The town that started the Civil War (Book, 1990) [Hayden Memorial Library @ Citrus College]
skip to content
The town that started the Civil War Preview this item
ClosePreview this item

The town that started the Civil War

Author: Nat Brandt
Publisher: Syracuse, N.Y. : Syracuse University Press, 1990.
Edition/Format:   Print book : English : 1st edView all editions and formats
Summary:
Discusses the rescue of a kidnapped slave in 1858 by the residents of Oberlin, Ohio, and the repercussions.
You are not connected to the Hayden Memorial Library @ Citrus College network. Access to online content and services may require you to authenticate with your library. My Library Account Access
Getting this item's online copy... Getting this item's online copy...

Find a copy in the library

Getting this item's location and availability... Getting this item's location and availability...

WorldCat

Find it in libraries globally
Worldwide libraries own this item

Details

Genre/Form: History
Additional Physical Format: Online version:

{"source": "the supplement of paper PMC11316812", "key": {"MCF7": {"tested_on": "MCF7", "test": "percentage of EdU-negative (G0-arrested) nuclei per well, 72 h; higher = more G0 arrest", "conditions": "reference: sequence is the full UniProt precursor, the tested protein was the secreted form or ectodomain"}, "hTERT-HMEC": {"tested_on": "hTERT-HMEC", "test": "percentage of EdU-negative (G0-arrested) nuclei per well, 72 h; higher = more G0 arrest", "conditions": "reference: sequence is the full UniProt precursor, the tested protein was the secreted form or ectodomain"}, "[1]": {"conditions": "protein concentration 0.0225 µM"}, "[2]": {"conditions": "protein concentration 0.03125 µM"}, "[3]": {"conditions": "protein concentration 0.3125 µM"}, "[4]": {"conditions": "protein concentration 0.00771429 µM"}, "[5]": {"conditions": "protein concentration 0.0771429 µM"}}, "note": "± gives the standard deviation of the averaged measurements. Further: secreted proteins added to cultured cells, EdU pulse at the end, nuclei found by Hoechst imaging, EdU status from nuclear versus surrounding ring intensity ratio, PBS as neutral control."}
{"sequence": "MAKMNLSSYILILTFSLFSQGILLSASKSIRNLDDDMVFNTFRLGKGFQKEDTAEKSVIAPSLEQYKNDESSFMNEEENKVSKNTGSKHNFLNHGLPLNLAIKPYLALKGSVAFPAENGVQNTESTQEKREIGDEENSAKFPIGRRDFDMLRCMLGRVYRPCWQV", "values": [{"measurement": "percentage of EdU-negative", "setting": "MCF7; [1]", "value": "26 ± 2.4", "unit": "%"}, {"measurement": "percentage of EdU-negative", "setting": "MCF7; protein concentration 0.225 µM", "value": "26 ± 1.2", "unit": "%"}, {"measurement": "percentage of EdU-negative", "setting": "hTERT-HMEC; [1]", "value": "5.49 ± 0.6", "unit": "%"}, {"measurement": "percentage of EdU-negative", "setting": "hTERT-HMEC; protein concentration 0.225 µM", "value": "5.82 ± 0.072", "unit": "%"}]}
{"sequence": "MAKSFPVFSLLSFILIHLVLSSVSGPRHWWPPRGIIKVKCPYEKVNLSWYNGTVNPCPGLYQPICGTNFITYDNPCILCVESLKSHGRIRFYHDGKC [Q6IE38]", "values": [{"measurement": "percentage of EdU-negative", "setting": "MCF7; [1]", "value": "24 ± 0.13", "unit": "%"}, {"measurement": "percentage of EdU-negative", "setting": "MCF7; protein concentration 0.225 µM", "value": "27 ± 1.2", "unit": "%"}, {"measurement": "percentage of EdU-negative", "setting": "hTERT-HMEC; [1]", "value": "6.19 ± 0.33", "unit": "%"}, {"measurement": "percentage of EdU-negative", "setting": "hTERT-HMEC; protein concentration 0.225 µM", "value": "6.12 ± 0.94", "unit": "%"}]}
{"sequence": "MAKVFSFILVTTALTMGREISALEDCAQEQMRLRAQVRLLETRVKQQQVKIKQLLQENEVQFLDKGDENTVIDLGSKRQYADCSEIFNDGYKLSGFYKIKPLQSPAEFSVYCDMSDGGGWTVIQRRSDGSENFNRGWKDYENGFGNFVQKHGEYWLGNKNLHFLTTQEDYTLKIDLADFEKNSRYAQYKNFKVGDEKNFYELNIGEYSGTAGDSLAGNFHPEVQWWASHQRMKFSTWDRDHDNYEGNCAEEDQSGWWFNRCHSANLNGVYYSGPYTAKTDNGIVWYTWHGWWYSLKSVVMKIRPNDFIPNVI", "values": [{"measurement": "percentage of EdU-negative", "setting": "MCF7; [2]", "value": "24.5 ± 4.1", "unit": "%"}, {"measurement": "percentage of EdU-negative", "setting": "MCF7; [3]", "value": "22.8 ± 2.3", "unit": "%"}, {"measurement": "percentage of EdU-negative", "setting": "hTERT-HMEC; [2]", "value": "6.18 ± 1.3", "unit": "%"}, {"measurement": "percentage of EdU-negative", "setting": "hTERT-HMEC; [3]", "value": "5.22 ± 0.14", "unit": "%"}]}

Brandt, Nat.
Town that started the Civil War.
Syracuse, N.Y. : Syracuse University Press, 1990
(OCoLC)610570103
Material Type: Internet resource
Document Type: Book, Internet Resource
All Authors / Contributors: Nat Brandt
ISBN: 081560243X 9780815602439
OCLC Number: 20632815
Description: xix, 315 pages : illustrations, map, portraits ; 24 cm
Contents: Illustrations --
Preface --
Acknowledgments --
Cast of characters --
The slave and the student --
The law --
"Nigger" town --
The man-stealers --
Ambush --
To the rescue --
The rescue --
"From snowy white to sooty" --
Legal maneuvers, politics as usual --
The case against the white clerk --
The case against the black schoolteacher --
"A common humanity" --
"Wightman's castle" --
The rally and the ruling --
"I was in prison, and ye came unto me" --
Aftermath --
Epilogue --
Notes --
Bibliography --
Index.
Responsibility: Nat Brandt.
Local System Bib Number:
1610475867688_134059
991000302529705351

Abstract:

The small college town of Oberlin, Ohio represented the most advanced of Northern attitudes toward the issue of slavery and states' rights. This narrative, based on thorough primary research, shows  Read more...
Retrieving notes about this item Retrieving notes about this item

Reviews

User-contributed reviews

Tags

Be the first.
Confirm this request

You may have already requested this item. Please select Ok if you would like to proceed with this request anyway.

Close Window

Please sign in to WorldCat 

Don't have an account? You can easily create a free account.